The desire to correct wrinkles or increase the volume of cheekbones, lips, as well as, breasts, gluteus, among others; Has led laboratories (with investments of hundreds of millions of euros), to produce more than 40 injectable fillers.
Each of these substances have been used to disguise age or improve certain facial and body features.
Many physicians place substances without being properly trained, or using products that are not biocompatible or suitable for these procedures. However, when there is some complication, very few know and are dedicated to remove them.
That is why in Clinica Sanza we saw the need to inform our patients of these types of complications called “iatrogenic alogenosis” which can be avoided and treated by specialists dedicated to it like Dr. Ignacio Sanza and his team.
What is Iatrogenic Alogenosis?
The term “iatrogenic alogenosis” has been designated to describe a disease that is produced by allogeneic substances,that is, foreign to the organism; And produced by the doctors or the people who have injected them. Among these people are “cosmetologists” or “aesthetic physicians” who do not know the real danger of what they do.
This is a disease of recent onset. However, it has a history that goes much further back, when in 1899, a doctor decided to inject paraffin into the scrotum of a child who had a testicular tuberculosis removed, the purpose was to simulate the missing testicle.
Substances from mineral and vegetable oils, solid and liquid petrolates and other paraffins, were further developed over the following years. But it is not until 1920 that the first publications of health problems are known, such as: pulmonary embolism, granulomas, skin tumors, deformities, among others.
According to a study carried out in Colombia by Dr. Helen Amelia Sanz-Barriga, 358 cases of iatrogenic allogenosis have been reported in the last 10 years for every 1000 patients using biopolymers, of which 97% are women.
This results in a large number of patients who must be treated by those who, first, should have performed the procedures; plastic surgeons with experience and knowledge in the field.
Of all these, the best known is liquid silicone or biopolymers.
Biopolymers (Liquid Silicone)
Also called “tissue implants” or “expandable cell implants”, they are substances of different origins, some are derived from petroleum, others are of vegetable origin and many are of synthetic origin such as liquid silicone.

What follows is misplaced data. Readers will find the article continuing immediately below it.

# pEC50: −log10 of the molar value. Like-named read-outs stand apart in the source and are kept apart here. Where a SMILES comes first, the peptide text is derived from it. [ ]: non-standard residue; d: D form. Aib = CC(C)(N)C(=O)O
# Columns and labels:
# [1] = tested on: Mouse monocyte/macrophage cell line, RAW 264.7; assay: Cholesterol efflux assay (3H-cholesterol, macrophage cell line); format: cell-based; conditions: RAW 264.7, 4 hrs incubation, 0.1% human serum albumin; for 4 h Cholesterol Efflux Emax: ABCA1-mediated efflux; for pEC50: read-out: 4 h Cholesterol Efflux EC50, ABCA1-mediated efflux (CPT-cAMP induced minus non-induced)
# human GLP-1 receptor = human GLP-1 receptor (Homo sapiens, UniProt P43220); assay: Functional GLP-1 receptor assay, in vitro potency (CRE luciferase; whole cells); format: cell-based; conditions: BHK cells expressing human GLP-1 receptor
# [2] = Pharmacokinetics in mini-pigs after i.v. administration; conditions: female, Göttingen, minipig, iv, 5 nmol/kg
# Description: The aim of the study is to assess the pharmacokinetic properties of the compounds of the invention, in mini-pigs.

Risks of biopolymers
Biopolymers can be dangerous mainly for 3 reasons:
- They can trigger an excessive inflammatory reaction in the organism because they are identified as a foreign object and an autoimmune reaction is triggered.
- They can migrate from where they were infiltrated creating distant complications.
- Most of the time they have no sanitary control, which increases the risk of complications and side effects from infection.
Symptoms and signs
These range from general symptoms such as: pain, fever, decay, joint pain, malaise and depression. And local signs such as: inflammation, irregularities in the skin, edema, erythema, keloid scars, hyper or hypopigmentations, ulcerations, hardening, necrosis and fistulas.
Safe Alternatives to Biopolymers
There are biocompatible substances that can be used safely.
Collagen, which is a set of proteins composed of three chains of polypeptides, each containing one thousand amino acids. It can be extracted from the patient’s own skin and cultivated.
Hyaluronic acid, found in the connective tissue of mammals and in the extracellular space, is also used as filler.
Self fat, can be extracted by means of liposuction, be processed and re-injected safely as filler.
Prostheses or silicone implants for breast augmentation or buttocks are currently wrapped in a layer that insulates them from the body. They are also made of cohesive silicone gel, a type of silicone that by its texture limits and precludes the migration of the silicone. Silicone prostheses used in surgery are safe, unlike injectable biopolymers. Example: breast reconstruction after breast cancer or preventive mastectomy.
Iatrogenic alogenosis treatment
Finally we will discuss the treatment for people who currently suffer from the complications of iatrogenic alogenosis.
The treatment is fundamentally based on two things:
- The control of symptoms, such as inflammation, by means of analgesics, antihistamines and non-steroidal anti-inflammatory drugs.
- The immediate extraction of substances. Removal of these products causing deformities in the lips and other parts of the body is possible on an outpatient basis with local anesthesia or sedation and the results are very rewarding.
Because the silicone extraction surgery is complex and very different in each case, it is difficult to talk about a surgical technique and it would be difficult to understand because most patients believe that they will run out of lips or very thin or with visible face scars, and this is not so.
We will show some cases of before and after and if you have any problems, we advise you to go with Dr. Sanza or his department of extraction of biopolymers at Clinica Sanza and we will attend you with the affection and knowledge that we have of this pathology.
As a general recommendation, we advise you Always be a specialist in plastic surgery who performs any type of cosmetic treatment that involves injecting or introducing any type of substance in your body, to avoid iatrogenic alogenosis. If you currently have this problem, feel free that there are alternatives to help you in most of the cases.